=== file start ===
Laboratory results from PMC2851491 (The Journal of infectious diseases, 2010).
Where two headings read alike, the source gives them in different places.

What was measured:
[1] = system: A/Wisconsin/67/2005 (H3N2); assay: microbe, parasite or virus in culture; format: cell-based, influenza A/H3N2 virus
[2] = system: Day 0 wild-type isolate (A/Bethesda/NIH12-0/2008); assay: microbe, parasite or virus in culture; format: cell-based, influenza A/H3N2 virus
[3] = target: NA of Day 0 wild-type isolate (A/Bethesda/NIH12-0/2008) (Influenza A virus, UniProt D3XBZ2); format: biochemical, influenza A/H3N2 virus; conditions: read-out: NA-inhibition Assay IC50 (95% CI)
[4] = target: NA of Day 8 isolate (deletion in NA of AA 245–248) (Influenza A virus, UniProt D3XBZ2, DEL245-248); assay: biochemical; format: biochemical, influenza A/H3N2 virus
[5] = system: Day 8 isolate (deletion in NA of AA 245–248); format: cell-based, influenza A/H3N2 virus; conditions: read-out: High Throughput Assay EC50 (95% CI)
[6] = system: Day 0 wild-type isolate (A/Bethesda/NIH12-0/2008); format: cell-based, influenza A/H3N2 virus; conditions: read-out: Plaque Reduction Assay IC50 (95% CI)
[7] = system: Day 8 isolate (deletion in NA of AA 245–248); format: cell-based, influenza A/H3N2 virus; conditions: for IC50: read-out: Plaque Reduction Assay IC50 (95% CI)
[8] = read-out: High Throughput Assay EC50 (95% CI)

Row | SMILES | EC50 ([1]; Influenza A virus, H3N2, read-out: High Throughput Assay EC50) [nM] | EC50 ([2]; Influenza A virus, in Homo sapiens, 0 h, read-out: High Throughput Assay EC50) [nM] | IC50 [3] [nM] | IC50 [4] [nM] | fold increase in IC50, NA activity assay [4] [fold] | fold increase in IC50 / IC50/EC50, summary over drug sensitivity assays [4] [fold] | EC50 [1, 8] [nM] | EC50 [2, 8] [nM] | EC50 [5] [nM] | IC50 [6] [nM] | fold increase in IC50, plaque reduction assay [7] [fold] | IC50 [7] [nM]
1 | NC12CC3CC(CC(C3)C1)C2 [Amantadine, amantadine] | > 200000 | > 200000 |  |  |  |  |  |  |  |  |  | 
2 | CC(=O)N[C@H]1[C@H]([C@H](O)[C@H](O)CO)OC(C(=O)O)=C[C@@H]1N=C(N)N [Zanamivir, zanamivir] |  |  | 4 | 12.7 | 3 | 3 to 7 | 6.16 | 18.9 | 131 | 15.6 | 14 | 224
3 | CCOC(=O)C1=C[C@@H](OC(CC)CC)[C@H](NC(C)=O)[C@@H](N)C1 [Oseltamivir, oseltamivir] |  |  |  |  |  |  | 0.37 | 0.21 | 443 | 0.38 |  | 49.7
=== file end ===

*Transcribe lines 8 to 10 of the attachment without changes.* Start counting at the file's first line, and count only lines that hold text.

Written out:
[5] = system: Day 8 isolate (deletion in NA of AA 245–248); format: cell-based, influenza A/H3N2 virus; conditions: read-out: High Throughput Assay EC50 (95% CI)
[6] = system: Day 0 wild-type isolate (A/Bethesda/NIH12-0/2008); format: cell-based, influenza A/H3N2 virus; conditions: read-out: Plaque Reduction Assay IC50 (95% CI)
[7] = system: Day 8 isolate (deletion in NA of AA 245–248); format: cell-based, influenza A/H3N2 virus; conditions: for IC50: read-out: Plaque Reduction Assay IC50 (95% CI)